Earnings Facts, Perspective
Posted February 3, 2012
For a better understanding of oil and natural gas industry earnings, take a look at a pair of blog posts by ExxonMobil’s Ken Cohen (here and here), effectively countering criticisms of the company’s earnings by those who also call for new energy taxes.
- 2011 global earnings: $41 billion.
- 2011 global revenues: $486.4 billion – from which costs (about $413.1 billion) and global income taxes (about $31 billion) are subtracted, leaving about $41 billion.
Perspective: Though ExxonMobil’s earnings are large, it earned only about 8.5 cents for every dollar of global revenue, which is less than half the earnings per dollar of sales for companies selling smart phones, computers, beverages and other commodities.
- 2011 U.S. tax expenses: $12.3 billion
Perspective: Over the past five years, Cohen notes, ExxonMobil’s U.S. tax expense was $57 billion -- $18 billion more than the company earned in the United States over the same period. In 2011, ExxonMobil’s $12.3 billion in tax expenses exceeded its U.S. earnings of $9.6 billion. The chart below shows that averaged over 2005-2009, ExxonMobil’s effective tax rate topped 41 percent, topping a number of other business sectors.
- 2011 distributions to shareholders: $29 billion (through dividends and share purchases).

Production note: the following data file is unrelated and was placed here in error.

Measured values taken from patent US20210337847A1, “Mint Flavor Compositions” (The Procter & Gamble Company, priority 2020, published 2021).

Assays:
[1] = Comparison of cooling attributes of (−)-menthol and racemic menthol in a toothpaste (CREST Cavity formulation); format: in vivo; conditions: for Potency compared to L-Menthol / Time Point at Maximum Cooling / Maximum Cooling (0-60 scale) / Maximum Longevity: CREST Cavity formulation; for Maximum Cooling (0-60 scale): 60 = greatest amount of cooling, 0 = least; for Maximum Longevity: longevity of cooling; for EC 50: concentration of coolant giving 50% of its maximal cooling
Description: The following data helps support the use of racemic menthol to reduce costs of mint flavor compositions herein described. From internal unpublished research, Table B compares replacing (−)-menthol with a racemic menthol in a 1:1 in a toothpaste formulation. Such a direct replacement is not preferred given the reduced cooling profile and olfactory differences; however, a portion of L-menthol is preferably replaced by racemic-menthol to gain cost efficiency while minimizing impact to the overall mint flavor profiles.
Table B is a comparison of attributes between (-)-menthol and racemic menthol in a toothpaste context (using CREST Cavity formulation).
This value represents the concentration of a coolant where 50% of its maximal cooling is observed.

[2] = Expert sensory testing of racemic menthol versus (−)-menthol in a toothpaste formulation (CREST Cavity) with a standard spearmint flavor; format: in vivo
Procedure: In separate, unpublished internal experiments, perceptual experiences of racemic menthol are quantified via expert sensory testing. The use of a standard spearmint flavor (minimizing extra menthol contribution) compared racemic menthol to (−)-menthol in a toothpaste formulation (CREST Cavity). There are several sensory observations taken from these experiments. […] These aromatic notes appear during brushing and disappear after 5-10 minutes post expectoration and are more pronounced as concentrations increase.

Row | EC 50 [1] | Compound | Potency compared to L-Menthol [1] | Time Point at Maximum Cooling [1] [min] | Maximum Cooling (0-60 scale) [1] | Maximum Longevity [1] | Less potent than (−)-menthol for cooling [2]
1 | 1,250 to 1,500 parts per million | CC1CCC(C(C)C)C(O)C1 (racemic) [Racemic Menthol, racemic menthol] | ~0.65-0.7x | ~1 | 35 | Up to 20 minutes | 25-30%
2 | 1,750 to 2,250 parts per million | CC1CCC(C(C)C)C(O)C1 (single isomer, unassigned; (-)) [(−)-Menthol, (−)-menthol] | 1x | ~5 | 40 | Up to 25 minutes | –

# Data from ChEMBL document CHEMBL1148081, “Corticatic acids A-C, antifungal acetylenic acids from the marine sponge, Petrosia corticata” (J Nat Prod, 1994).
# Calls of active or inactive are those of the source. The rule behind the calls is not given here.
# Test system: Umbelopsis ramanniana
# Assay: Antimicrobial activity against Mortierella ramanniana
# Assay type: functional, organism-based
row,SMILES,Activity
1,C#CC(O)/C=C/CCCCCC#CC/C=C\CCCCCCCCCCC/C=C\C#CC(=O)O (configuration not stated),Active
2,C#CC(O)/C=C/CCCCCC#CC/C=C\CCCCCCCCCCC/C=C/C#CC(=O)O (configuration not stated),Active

Perspective: As Cohen notes, more than 85 percent of ExxonMobil’s shareholders live in the U.S. Stock ownership includes individuals, retirement and public pension funds. The company’s ownership no doubt mirrors the results of this Sonecon consulting firm study that found nearly 50 percent of all oil and natural gas industry corporate shares are held by public and private pension and retirement funds, including 401(k)s, and IRAs. Individual investors own 20 percent, while financial institutions and asset management companies own 27 percent. That's 97 percent. Less than 3 percent is owned by corporate officers and board members. More on who owns “Big Oil” here.
Bottom line: ExxonMobil works hard for its money, as do other oil and natural gas companies, an industry that supports 9.2 million jobs and pays more than $86 million a day to the U.S. Treasury in taxes, rents and royalties. They’re willing to do more and could, with a set of pro-energy development policies that could create 1 million new jobs by 2018 and $800 billion in additional government revenue by 2030.
About The Author
Mark Green joined API after a career in newspaper journalism, including 16 years as national editorial writer for The Oklahoman in the paper’s Washington bureau. Previously, Mark was a reporter, copy editor and sports editor at an assortment of newspapers. He earned his journalism degree from the University of Oklahoma and master’s in journalism and public affairs from American University. He and his wife Pamela have two grown children and six grandchildren.
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